14 September 2010
Following his earlier statements calling for exclusively German-speaking imams in Austria, the leader of the youth division of the Austrian People’s Party (ÖVP), Sebastian Kurz, is now saying that only individuals with an Austrian background be allowed to preach in Austrian mosques.
Kurz criticized that too many imams are trained in Turkey, and are under the authority of the Turkish prime minister. The socialist politician and integration spokesperson for the Islamic Religious Community in Austria (IGGiÖ), Omar Al-Rawi, responded by calling Kurz “ill-informed,” and by pointing out there as long as there was no Islamic theological institution in Austria, those wishing to become imams would have to go abroad to pursue their studies.
17 September 2010
Young football players with Turkish roots who have grown up in Germany and cut their teeth in the German football system are in much demand — particularly in Turkey. At the moment, 59 men who fit this description can be found playing in Turkey’s top league. And, every year, agents are bringing a fresh batch of talented young men — with Turkish passports and “Made in Germany” pedigrees — to its clubs.
Talent scouts focus their poaching efforts on German clubs with good reputations for devoting a lot of resources to training their younger players, such as Bayer Leverkusen and Borussia Dortmund. They woo the young men — some of whom have only just turned 16 — away with promises of seeing regular playing time on a first-division Turkish team, higher pay and a chance to live in Turkey. As Vural puts it: “We’re bringing the boys back home.”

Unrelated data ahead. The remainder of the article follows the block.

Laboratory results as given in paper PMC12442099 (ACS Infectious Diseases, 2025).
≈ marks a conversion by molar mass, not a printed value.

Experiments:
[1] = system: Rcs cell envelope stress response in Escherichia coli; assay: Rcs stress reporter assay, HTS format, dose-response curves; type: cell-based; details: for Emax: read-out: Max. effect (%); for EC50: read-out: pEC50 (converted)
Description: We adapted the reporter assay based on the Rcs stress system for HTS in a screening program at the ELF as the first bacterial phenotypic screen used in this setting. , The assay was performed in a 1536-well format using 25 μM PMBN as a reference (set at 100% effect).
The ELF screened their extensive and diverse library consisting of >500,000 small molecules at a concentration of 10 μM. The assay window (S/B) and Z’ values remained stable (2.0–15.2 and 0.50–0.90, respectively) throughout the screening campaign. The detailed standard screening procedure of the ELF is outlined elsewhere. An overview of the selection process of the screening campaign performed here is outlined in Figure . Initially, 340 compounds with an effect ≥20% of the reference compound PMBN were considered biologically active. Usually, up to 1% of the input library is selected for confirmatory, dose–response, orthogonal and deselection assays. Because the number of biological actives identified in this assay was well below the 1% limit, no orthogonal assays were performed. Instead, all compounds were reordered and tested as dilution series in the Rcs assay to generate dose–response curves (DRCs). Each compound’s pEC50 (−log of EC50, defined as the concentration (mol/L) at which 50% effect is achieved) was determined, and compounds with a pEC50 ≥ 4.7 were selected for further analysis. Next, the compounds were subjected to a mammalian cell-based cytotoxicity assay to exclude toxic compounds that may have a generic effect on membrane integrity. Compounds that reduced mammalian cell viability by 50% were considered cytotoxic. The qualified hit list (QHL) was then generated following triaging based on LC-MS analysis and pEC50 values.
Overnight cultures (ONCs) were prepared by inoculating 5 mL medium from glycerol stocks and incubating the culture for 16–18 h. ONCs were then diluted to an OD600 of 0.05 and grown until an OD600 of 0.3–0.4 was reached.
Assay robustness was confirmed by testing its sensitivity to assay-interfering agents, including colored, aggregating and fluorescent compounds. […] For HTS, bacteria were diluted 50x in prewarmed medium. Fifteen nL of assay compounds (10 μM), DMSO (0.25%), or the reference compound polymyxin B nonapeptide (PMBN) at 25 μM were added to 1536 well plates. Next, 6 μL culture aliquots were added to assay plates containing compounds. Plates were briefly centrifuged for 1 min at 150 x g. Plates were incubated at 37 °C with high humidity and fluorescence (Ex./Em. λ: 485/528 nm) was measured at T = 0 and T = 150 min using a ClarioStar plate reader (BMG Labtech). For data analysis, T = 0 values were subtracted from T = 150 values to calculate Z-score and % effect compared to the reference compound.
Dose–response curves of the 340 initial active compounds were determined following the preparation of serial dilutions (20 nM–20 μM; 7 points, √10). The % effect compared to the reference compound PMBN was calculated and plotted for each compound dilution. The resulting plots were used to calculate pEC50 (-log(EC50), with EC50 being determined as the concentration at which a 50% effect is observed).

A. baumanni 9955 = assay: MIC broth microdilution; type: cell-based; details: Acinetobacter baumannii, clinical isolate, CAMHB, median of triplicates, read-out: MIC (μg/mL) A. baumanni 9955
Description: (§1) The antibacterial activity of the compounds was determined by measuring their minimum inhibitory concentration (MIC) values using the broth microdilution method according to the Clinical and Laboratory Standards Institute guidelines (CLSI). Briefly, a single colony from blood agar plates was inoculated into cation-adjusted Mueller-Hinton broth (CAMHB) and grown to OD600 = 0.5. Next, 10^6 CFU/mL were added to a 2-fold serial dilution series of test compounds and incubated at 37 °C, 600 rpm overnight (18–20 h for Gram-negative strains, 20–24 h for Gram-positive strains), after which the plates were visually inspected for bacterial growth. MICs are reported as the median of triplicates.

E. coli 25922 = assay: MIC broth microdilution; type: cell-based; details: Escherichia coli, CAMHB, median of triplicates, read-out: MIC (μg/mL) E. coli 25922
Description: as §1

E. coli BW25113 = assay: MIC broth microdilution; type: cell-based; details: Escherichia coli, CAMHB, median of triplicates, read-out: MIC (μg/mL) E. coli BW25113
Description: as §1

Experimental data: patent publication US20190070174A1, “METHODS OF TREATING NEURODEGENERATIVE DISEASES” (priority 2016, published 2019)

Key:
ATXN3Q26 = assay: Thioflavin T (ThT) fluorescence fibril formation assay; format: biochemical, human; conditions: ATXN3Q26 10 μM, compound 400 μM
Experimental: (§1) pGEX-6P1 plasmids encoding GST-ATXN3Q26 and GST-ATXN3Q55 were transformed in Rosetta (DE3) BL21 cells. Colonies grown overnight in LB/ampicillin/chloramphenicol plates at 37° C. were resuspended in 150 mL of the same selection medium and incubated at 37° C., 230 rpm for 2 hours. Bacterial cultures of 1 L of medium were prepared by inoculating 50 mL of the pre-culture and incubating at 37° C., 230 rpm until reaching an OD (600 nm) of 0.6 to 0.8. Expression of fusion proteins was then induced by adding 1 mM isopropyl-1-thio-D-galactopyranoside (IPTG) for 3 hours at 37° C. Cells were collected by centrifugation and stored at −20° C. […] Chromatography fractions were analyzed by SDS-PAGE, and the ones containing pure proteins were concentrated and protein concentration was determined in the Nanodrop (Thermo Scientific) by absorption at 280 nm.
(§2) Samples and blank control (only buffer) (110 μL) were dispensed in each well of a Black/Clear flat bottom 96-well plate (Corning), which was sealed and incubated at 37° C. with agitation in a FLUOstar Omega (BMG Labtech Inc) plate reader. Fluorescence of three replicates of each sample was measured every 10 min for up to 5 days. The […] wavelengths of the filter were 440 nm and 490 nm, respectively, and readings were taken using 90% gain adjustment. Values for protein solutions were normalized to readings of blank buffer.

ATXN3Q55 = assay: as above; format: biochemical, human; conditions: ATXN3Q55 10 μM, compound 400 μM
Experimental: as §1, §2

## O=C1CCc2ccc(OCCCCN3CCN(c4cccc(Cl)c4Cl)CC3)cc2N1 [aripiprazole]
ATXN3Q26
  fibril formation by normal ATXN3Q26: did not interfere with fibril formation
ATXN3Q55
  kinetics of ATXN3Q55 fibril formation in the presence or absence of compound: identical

Still, it’s not always easy for the talented young players from Germany to adjust to living and playing in Turkey. In Germany, player Aygünes was always called “the Turk”; but, in Turkey, people call him the Almanci, the German, on account of his accent. In Germany, he would often get upset about all the rules and envy the energy and vitality of the Turks. But now, in bustling Istanbul, he occasionally misses the orderly, slow pace of life back in Germany.
The national parliamentary commission investigating niqab and burqa-use in France will receive testimony from Tariq Ramadan on December 2nd.
Le Figaro reports that according to André Gerin, there is increased division among the UMP on the importance of a law banning their use.
The report is expected to be made public in January 2010.
A new division opened in the State Department this year: the office of the Special Representative to Muslim Communities. Farah Pandith’s mission is to reach out to the world’s 1.2 billion Muslims. She tells Steve Inskeep the office will influence how Muslims perceive the United States.
Secularisation – the process of a dividing the realms of politics and religion – has been influencing national and worldly affairs for several hundred years. The idea of the desirability of such a division – secularism – is nowadays a given backdrop for public policy issues regarding education, family, gender, media, migration, personal integrity and freedom, reproduction and sexuality. But globalisation and multicultural trends, as well as claims from religious groups for increased political influence or autonomy and the uncertain and varying responses to these from society, have made us aware that the secularist ideal has been realized through the process of secularisation in radically different ways in different settings. As a result, an identity crisis is presently afflicting secular societies. It is no longer as clear what secularism is supposed to amount to, why secularisation is desirable and where its proper limits are. To investigate questions about this is the focus of a newly initiated multidisciplinary research theme at the University of Gothenburg.
- ABDULLAHI AN-NA’IM, Human Rights Law, Emory University
- KENT GREENAWALT, Law, Columbia University
- BRIAN PALMER, Anthropology & Religion, Uppsala University & University of Gothenburg
- PAUL WEITHMAN, Philosophy, University of Notre Dame
- LINDA WOODHEAD, Religious Studies, Lancaster University
The conference is open to the public and free of charge. Registration is required for attendance.
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